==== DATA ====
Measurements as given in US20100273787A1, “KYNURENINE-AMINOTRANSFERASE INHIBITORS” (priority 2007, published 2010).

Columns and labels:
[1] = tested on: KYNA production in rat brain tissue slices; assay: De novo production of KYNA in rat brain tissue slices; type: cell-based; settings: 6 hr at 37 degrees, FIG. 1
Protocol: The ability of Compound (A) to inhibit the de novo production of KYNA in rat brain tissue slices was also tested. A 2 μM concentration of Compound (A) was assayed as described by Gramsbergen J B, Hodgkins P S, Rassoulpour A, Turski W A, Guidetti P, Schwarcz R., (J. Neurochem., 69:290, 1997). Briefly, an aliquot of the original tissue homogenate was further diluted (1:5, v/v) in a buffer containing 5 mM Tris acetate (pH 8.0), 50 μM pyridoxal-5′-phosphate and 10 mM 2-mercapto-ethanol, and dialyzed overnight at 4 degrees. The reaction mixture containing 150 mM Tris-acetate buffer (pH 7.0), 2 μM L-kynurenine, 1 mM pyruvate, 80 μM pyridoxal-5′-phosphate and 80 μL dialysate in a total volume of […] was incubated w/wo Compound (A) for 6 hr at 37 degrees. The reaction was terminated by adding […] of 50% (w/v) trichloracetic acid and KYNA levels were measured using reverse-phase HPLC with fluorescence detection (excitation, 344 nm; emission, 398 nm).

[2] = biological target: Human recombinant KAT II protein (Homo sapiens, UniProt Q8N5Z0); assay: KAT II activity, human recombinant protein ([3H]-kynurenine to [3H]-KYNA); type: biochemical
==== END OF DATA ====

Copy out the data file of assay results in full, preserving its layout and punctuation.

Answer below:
Measurements as given in US20100273787A1, “KYNURENINE-AMINOTRANSFERASE INHIBITORS” (priority 2007, published 2010).

Columns and labels:
[1] = tested on: KYNA production in rat brain tissue slices; assay: De novo production of KYNA in rat brain tissue slices; type: cell-based; settings: 6 hr at 37 degrees, FIG. 1
Protocol: The ability of Compound (A) to inhibit the de novo production of KYNA in rat brain tissue slices was also tested. A 2 μM concentration of Compound (A) was assayed as described by Gramsbergen J B, Hodgkins P S, Rassoulpour A, Turski W A, Guidetti P, Schwarcz R., (J. Neurochem., 69:290, 1997). Briefly, an aliquot of the original tissue homogenate was further diluted (1:5, v/v) in a buffer containing 5 mM Tris acetate (pH 8.0), 50 μM pyridoxal-5′-phosphate and 10 mM 2-mercapto-ethanol, and dialyzed overnight at 4 degrees. The reaction mixture containing 150 mM Tris-acetate buffer (pH 7.0), 2 μM L-kynurenine, 1 mM pyruvate, 80 μM pyridoxal-5′-phosphate and 80 μL dialysate in a total volume of […] was incubated w/wo Compound (A) for 6 hr at 37 degrees. The reaction was terminated by adding […] of 50% (w/v) trichloracetic acid and KYNA levels were measured using reverse-phase HPLC with fluorescence detection (excitation, 344 nm; emission, 398 nm).

[2] = biological target: Human recombinant KAT II protein (Homo sapiens, UniProt Q8N5Z0); assay: KAT II activity, human recombinant protein ([3H]-kynurenine to [3H]-KYNA); type: biochemical